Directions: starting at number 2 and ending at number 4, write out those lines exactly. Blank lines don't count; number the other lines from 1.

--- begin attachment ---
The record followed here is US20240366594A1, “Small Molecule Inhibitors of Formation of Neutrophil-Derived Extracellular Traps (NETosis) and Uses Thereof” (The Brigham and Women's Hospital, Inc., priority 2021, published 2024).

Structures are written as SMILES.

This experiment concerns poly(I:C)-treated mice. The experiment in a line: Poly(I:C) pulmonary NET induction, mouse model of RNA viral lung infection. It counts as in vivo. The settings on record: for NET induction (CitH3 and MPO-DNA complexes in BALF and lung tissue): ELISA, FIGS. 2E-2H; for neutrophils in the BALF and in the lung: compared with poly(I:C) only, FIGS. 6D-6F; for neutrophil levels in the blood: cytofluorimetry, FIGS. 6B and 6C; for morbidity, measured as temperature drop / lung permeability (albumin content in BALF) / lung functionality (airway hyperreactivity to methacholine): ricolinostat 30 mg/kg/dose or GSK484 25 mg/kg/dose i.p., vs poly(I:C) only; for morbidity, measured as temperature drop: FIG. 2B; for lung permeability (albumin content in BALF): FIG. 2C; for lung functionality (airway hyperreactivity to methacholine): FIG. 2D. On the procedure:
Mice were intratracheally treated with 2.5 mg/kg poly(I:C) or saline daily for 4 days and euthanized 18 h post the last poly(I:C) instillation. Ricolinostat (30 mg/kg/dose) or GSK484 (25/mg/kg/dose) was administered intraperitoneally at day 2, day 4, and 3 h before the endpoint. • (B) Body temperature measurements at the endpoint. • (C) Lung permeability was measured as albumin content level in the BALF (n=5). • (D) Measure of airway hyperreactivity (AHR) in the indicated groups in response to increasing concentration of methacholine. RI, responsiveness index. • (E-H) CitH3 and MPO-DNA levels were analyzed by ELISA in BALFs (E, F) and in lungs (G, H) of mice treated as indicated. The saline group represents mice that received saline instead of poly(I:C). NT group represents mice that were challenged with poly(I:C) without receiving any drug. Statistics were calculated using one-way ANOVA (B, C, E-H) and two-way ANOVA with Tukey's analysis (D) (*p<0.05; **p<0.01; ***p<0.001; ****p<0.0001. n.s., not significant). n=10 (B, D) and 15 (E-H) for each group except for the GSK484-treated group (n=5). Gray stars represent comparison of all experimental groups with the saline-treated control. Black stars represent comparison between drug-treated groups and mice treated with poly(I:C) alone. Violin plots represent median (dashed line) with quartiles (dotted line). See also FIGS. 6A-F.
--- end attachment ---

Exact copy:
Structures are written as SMILES.

This experiment concerns poly(I:C)-treated mice. The experiment in a line: Poly(I:C) pulmonary NET induction, mouse model of RNA viral lung infection. It counts as in vivo. The settings on record: for NET induction (CitH3 and MPO-DNA complexes in BALF and lung tissue): ELISA, FIGS. 2E-2H; for neutrophils in the BALF and in the lung: compared with poly(I:C) only, FIGS. 6D-6F; for neutrophil levels in the blood: cytofluorimetry, FIGS. 6B and 6C; for morbidity, measured as temperature drop / lung permeability (albumin content in BALF) / lung functionality (airway hyperreactivity to methacholine): ricolinostat 30 mg/kg/dose or GSK484 25 mg/kg/dose i.p., vs poly(I:C) only; for morbidity, measured as temperature drop: FIG. 2B; for lung permeability (albumin content in BALF): FIG. 2C; for lung functionality (airway hyperreactivity to methacholine): FIG. 2D. On the procedure:
Mice were intratracheally treated with 2.5 mg/kg poly(I:C) or saline daily for 4 days and euthanized 18 h post the last poly(I:C) instillation. Ricolinostat (30 mg/kg/dose) or GSK484 (25/mg/kg/dose) was administered intraperitoneally at day 2, day 4, and 3 h before the endpoint. • (B) Body temperature measurements at the endpoint. • (C) Lung permeability was measured as albumin content level in the BALF (n=5). • (D) Measure of airway hyperreactivity (AHR) in the indicated groups in response to increasing concentration of methacholine. RI, responsiveness index. • (E-H) CitH3 and MPO-DNA levels were analyzed by ELISA in BALFs (E, F) and in lungs (G, H) of mice treated as indicated. The saline group represents mice that received saline instead of poly(I:C). NT group represents mice that were challenged with poly(I:C) without receiving any drug. Statistics were calculated using one-way ANOVA (B, C, E-H) and two-way ANOVA with Tukey's analysis (D) (*p<0.05; **p<0.01; ***p<0.001; ****p<0.0001. n.s., not significant). n=10 (B, D) and 15 (E-H) for each group except for the GSK484-treated group (n=5). Gray stars represent comparison of all experimental groups with the saline-treated control. Black stars represent comparison between drug-treated groups and mice treated with poly(I:C) alone. Violin plots represent median (dashed line) with quartiles (dotted line). See also FIGS. 6A-F.